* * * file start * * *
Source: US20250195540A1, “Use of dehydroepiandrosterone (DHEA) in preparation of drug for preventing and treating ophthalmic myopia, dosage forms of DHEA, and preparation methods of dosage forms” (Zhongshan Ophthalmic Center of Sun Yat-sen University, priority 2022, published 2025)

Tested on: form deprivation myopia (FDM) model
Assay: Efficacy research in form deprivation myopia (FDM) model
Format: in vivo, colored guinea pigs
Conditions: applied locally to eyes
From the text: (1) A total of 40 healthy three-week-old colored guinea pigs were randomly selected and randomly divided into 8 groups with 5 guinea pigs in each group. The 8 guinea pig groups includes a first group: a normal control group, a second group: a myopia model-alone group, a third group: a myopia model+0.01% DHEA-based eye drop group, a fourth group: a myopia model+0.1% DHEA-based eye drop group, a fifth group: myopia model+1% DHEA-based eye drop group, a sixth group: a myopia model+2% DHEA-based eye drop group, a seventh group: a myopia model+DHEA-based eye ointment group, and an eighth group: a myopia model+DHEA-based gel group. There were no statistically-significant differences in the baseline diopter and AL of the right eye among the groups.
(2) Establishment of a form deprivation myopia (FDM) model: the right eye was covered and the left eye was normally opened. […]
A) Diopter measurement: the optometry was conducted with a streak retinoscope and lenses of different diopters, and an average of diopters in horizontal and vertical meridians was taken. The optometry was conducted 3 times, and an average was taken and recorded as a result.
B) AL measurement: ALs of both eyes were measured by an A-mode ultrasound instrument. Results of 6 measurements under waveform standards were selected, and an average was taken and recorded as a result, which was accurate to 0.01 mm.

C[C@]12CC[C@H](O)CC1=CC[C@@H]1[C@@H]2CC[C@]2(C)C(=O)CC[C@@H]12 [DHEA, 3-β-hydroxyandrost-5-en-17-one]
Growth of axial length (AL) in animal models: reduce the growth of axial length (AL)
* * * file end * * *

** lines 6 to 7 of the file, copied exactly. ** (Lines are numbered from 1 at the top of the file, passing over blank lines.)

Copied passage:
From the text: (1) A total of 40 healthy three-week-old colored guinea pigs were randomly selected and randomly divided into 8 groups with 5 guinea pigs in each group. The 8 guinea pig groups includes a first group: a normal control group, a second group: a myopia model-alone group, a third group: a myopia model+0.01% DHEA-based eye drop group, a fourth group: a myopia model+0.1% DHEA-based eye drop group, a fifth group: myopia model+1% DHEA-based eye drop group, a sixth group: a myopia model+2% DHEA-based eye drop group, a seventh group: a myopia model+DHEA-based eye ointment group, and an eighth group: a myopia model+DHEA-based gel group. There were no statistically-significant differences in the baseline diopter and AL of the right eye among the groups.
(2) Establishment of a form deprivation myopia (FDM) model: the right eye was covered and the left eye was normally opened. […]